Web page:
Just found out you are having a baby?
Advice and information on what to do next:
- as soon as you find out you are pregnant it is important to contact a health professional as the first 12 weeks of your pregnancy are the most important time in your baby’s development
- early contact with a health professional is important, as it will help you to make informed choices about your pregnancy
- wherever you live you can contact a midwife directly as soon as you find out you are pregnant
To speak to a midwife call:
- Doncaster and Bassetlaw Community Hub: 01302 642794
Your midwife is also available to help if you are unsure about continuing with your pregnancy and would like to discuss your options further.
Your midwife will:
- give you up to date information about looking after yourself and your baby during pregnancy
- help you to plan and make decisions about the rest of your pregnancy
- discuss any concerns you have about previous illness or family history that may affect your pregnancy
- help you with any concerns you have about medication your are currently taking
- give food and nutrition advice for you and your baby
- give you advice on recommended vitamin supplements
- share information with you about antenatal screening
- inform you if you are entitled to Healthy Start vitamins and vouchers
- discuss what postnatal care you would like and the Children Centre service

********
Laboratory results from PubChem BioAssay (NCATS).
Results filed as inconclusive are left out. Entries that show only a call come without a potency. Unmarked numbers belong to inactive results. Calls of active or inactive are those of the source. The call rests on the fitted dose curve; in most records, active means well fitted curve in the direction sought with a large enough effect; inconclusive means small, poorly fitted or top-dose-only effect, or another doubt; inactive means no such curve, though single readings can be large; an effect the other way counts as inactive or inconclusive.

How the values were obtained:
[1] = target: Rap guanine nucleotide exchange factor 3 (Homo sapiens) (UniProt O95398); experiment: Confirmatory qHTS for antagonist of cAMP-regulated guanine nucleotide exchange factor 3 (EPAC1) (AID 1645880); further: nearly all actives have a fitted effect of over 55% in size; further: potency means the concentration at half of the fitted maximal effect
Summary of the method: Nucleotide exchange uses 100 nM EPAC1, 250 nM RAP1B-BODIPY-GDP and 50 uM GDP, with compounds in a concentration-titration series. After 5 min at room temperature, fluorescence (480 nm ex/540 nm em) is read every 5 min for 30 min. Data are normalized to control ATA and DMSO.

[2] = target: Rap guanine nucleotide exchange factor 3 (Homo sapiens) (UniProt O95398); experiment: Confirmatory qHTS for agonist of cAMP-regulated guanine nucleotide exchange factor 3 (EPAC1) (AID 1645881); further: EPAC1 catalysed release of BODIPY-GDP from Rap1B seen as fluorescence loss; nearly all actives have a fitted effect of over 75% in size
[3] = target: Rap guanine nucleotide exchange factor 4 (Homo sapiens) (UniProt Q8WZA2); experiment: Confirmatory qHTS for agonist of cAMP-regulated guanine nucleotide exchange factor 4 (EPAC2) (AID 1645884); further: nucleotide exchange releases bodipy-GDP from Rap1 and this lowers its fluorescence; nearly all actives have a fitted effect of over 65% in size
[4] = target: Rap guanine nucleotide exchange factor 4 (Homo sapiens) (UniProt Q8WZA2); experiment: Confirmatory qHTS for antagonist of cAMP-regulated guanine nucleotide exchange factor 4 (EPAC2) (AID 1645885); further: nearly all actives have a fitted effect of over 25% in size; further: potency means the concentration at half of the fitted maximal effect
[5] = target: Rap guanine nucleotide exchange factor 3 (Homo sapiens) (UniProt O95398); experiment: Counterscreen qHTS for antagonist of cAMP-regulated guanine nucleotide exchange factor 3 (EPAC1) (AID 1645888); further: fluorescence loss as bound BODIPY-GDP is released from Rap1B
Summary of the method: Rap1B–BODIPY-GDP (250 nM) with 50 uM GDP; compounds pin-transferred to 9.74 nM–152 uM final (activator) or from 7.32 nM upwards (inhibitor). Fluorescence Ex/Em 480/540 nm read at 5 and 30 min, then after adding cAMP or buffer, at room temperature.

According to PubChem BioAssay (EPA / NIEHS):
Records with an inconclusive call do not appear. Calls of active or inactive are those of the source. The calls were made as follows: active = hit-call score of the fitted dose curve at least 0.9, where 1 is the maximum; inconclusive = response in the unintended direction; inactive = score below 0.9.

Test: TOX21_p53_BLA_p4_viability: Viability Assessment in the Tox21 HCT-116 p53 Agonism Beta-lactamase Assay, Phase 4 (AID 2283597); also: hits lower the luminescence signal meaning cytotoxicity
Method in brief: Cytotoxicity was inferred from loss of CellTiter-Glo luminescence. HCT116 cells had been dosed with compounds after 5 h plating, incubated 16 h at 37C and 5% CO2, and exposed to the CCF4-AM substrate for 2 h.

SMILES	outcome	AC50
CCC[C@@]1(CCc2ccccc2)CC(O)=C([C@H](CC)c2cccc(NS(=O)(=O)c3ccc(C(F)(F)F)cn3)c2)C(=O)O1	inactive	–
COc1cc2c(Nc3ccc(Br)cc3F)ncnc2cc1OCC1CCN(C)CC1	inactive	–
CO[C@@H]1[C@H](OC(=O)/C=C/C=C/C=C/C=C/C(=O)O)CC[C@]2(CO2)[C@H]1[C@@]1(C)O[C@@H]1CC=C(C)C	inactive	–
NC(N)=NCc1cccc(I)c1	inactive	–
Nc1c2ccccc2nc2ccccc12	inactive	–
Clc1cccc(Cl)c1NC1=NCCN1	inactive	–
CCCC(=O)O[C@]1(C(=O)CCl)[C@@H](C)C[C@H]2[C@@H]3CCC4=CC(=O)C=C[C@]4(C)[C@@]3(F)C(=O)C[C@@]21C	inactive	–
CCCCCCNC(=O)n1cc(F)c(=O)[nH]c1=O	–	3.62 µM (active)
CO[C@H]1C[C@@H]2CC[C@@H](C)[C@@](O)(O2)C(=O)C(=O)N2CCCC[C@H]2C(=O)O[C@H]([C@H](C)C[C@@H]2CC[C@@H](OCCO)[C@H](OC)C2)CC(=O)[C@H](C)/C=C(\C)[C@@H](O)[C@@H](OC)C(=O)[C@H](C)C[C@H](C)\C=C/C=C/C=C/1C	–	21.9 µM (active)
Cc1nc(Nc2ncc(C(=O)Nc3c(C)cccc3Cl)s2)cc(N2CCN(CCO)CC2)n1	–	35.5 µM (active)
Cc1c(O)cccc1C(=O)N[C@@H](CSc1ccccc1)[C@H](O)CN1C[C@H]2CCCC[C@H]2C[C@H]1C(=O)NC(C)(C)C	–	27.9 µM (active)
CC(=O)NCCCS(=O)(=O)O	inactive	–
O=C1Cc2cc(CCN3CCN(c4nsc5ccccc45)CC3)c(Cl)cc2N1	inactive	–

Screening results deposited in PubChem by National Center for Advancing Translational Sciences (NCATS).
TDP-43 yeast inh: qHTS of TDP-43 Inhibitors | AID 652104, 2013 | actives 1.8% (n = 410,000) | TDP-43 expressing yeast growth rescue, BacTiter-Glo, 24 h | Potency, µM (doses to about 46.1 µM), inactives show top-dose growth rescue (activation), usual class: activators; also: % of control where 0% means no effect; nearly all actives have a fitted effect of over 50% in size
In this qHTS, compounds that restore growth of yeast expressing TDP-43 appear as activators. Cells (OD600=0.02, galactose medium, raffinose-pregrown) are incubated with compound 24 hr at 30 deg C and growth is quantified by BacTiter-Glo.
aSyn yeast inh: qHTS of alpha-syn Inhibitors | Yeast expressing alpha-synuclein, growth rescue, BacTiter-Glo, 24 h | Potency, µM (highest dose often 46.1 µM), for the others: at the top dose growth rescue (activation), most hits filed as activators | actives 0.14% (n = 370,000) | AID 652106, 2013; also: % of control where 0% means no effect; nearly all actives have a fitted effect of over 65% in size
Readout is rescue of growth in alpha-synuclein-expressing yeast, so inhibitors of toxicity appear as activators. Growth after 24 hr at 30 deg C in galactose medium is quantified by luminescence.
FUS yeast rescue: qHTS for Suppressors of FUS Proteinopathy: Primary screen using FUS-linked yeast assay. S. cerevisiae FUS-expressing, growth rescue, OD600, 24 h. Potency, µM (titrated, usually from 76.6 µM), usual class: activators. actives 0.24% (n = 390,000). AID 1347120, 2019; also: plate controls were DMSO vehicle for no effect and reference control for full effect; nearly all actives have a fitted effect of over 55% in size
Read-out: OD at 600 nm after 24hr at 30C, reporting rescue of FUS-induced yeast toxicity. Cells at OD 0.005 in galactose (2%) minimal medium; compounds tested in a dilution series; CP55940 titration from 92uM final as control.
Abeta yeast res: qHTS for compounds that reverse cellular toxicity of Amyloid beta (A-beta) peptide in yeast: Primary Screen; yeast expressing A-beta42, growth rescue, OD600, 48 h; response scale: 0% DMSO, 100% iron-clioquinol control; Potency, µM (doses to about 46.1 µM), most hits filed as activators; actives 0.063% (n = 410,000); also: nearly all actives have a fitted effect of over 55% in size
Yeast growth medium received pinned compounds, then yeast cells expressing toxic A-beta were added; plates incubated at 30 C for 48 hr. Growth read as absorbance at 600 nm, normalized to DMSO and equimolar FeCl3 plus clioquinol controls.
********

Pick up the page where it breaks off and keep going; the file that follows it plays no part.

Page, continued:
- answer any queries or questions you may have
What else do I need to do?
- eat at least five portions of fruit and vegetables a day. Eat little and often, this can help prevent you from feeling sick early in your pregnancy
- drink water to keep yourself hydrated. It will also help with your kidney and bowel functions
- if you smoke, stop smoking. For help and advice about stopping smoking contact the Stop Smoking in Pregnancy and Beyond Service on 01302 566776
- if you use recreational drugs, stop taking them. For help and advice to stop taking drugs contact Aspire Drug & Alcohol Services on 01302 730956
- avoid drinking alcohol
- Take moderate physical exercise such as walking or cycling during pregnancy as this is proven to increase energy levels, reduce constipation and helps you to sleep better. If in doubt, please consult your midwife or GP
- limit your caffeine intake to less than 200mg a day
- 1mug of instant coffee = 100mg
- 1 cup of tea = 50mg
- 1 can of cola = 40mg
Did you know?
- the first few weeks of your baby’s development are the most important
- Within the first 12 weeks of pregnancy your baby starts off as a series of cells
- by four to five weeks mother and baby are already connected by the umbilical cord
- at six to seven weeks your baby’s heart beat can be detected
- by eight weeks, ears, arms, fingers and toes are already starting to form
- at 12 weeks of pregnancy the baby is fully formed and can open its fists and mouth.
Looking after yourself properly and contacting a midwife will ensure the best possible start in life for your baby.
For further information, please contact us:
- email: email@example.com
- Tel: 01302 734581